Posted 2002-11-06, evaluated by djpretzel
Our first venturing within the Dragon Warrior universe outside of the initial first installment comes courtesy of The Talented Mr. Cox, offering up another instrumental / orchestral arrangement of bliss, this time with a bit of a twist. It seems Russell's done some mixing of actual 'real' recordings of some of the instruments in this arrangement with the previous (excellent) electronic emulations we're use to. At the very least, he's layered some room ambience and sounds of a rustling-but-attentive audience to the mix, which lends an imminent, 'live performance' feel that's something new and different. If you've become accustomed to the pristine, digital quality of his previous works, this ReMix does have a bit of hiss associated with the room ambience, but the effect is important to the more exposed portions of the track and works well. The initial ensemble brass here isn't quite as schnazzy as the bombastic french horns in his most recent Guardian Legend mix. The piano solo that follows is very nice though, and the stereo imaging is very dramatic, with clear, conscious decisions on the ReMixer's part as to where to place each specific element. The push at 2'54" is definitely a highlight, and the brass is more open here as well. The piece concludes solemnly on the recognizable motif from the original Dragon Warrior soundtrack, with room ambience fading out after the oboe's last note. Discrepancies in recording levels for the acoustic portions are sometimes noticeable, like at 3'25" when the harp comes back in softly after a swell. Whether or not this annoys you will depend on your perspective - from my point of view, it's an interesting effect to try but I wouldn't want to hear it regularly applied to all of Russell's pieces as I've previously enjoyed the pristine nature of the sound quality. Hopefully Mr. Cox will read this and talk more about his decisions in making this track, which portions are recorded, etc. in a review / response. In the meantime, though I've spent most of the time focusing on this particular aspect, rest assured the ReMix is up to Russell's high spec and no exception to his continuing legacy of arrangements in this genre. Sugiyama's work is more reserved and less flamboyant than Uematsu or Mitsuda, I feel, but has subtleties that arrangements like these can capitalize on and really highlight. Recommended.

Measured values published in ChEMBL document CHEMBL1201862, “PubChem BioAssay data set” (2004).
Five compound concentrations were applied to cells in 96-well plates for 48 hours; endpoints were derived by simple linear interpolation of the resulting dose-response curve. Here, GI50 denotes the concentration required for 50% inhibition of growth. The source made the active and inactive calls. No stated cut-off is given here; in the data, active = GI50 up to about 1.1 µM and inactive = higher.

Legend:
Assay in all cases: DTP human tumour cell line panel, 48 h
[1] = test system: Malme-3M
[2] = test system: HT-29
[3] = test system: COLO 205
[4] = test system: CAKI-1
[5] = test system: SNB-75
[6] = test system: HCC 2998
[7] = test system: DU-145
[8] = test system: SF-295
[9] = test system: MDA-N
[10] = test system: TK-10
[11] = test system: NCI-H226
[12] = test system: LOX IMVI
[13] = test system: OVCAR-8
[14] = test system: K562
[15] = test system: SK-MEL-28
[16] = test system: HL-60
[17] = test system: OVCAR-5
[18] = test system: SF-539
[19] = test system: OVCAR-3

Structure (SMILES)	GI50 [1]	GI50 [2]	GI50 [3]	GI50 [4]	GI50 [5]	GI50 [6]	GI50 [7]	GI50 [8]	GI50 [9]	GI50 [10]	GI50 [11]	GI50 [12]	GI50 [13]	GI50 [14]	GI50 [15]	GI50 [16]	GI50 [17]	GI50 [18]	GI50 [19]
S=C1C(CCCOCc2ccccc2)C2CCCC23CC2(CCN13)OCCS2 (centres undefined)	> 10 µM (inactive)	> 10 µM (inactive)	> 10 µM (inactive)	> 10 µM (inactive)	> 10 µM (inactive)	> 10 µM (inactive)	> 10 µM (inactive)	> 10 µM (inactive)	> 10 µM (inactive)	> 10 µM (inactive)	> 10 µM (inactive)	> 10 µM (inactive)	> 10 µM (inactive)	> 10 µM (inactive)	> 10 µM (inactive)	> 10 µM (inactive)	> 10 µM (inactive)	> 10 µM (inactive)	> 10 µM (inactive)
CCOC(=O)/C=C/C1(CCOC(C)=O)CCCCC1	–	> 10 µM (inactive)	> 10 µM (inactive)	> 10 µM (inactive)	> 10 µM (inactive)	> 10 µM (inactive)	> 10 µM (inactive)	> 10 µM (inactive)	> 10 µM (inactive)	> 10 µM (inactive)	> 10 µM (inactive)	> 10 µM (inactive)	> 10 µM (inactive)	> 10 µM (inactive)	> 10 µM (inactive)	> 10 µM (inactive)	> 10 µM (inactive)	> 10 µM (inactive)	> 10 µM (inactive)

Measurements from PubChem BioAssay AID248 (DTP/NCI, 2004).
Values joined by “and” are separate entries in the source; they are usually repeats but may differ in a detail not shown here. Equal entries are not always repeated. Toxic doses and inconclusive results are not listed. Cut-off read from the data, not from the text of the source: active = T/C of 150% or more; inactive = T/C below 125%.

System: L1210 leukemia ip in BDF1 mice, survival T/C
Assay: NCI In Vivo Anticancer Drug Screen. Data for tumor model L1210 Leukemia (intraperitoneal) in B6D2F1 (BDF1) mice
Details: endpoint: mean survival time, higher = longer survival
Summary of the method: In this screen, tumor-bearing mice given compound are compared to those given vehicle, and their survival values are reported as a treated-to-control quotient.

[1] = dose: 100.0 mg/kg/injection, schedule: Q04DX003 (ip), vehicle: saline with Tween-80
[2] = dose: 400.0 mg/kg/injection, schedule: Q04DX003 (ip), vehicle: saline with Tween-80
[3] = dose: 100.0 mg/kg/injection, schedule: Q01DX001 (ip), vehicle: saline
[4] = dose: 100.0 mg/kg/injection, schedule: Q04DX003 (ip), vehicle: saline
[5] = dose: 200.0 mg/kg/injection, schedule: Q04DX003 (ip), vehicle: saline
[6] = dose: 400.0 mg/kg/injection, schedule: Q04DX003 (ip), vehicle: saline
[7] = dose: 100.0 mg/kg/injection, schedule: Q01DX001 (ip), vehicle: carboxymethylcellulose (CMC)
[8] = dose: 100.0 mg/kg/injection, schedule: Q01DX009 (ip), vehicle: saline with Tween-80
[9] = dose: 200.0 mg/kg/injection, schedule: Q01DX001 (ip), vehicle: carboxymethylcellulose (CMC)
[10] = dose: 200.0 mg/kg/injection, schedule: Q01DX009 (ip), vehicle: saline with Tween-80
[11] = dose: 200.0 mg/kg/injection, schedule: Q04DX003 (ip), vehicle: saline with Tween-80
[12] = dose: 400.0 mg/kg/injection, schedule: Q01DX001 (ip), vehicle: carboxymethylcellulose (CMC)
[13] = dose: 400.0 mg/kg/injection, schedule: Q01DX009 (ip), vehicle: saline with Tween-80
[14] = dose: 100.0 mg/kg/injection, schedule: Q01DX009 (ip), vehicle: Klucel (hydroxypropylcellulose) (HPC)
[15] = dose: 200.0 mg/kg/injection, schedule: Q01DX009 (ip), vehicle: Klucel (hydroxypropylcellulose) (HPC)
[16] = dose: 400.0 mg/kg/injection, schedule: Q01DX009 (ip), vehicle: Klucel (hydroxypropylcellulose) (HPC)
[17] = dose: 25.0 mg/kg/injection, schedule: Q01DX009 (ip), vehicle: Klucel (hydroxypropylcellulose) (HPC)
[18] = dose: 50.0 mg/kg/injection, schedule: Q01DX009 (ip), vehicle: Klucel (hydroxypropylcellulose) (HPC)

on 2013-04-29 12:25:24
Tugs at the heart-strings, it does. Feels like it could be an overture from some old black-and-white classic.
on 2012-08-11 19:12:20
Although I'm tremendously biased towards the SNES version (even with those high, almost painful, notes it hits+scratches out), this is a superb orchestrated take.
And I know the discussion below on Cox's versus Sugiyama's versions is long over - but... they are different. Sugiyama's follows the original much more closely and moves much more quickly, whereas Cox takes more liberties, varying the piece more. (While they both start and end at the same general spots, Cox's version is also a minute longer!)
There's more going on in this remix. I especially like the choice of woodwind instruments, as it gives the piece a more airy quality (flying!) and, to me at least, sounds more like the original in that respect.
on 2009-03-19 20:16:05
Kinda sounds way too similar to the DW3 orchestral arrangement IMO... He probably got his inspiration from those, because man they are beautiful.
This is beautiful too though so w/e, though it would be easy to make it so with reference material like this.
Also yeah, yikes on the clipping. This is way dated so I hope I don't sound too harsh. I kind of always forgot about reviewing this song since I've heard it so much, but it just popped up on the front page so what the heck.
on 2009-03-19 17:27:45
Beautiful work, but the clipping detracts a bit.
Dynamics and the subtle ambient noise makes this a great piece. The samples are well used, and though the solo cello and some of the earlier brass was a little bit ragged in comparison, the flute solos and then the huge build at the end were awesome.
There's a lot of subtleties to this one, and the additional parts and flow of the track are great. This is nice work.
on 2009-01-20 18:05:54
So far so good.
Nice, relaxing, classical, and sweepingly orchestral, reminds me of a woodlands/forest theme. I really loves how it opens up at 2:53 and then gently closes.
o.k., the pause at 1:07 doesn't really help; it breaks up the flow of a nicely moving piece. But other than that, this is great stuff to listen too.
on 2005-08-22 05:01:44
I've listened to this song at least 10 times in a row now and I just can't stop. It has a soft and dreamlike, yet majestatic, feel to it, and it gives it a depth typical songs with more grandiose chord progressions and melodies can not really achieve. That's not to say I don't love that kind of music as well, but this song has something special to it.
I simply love this piece of music.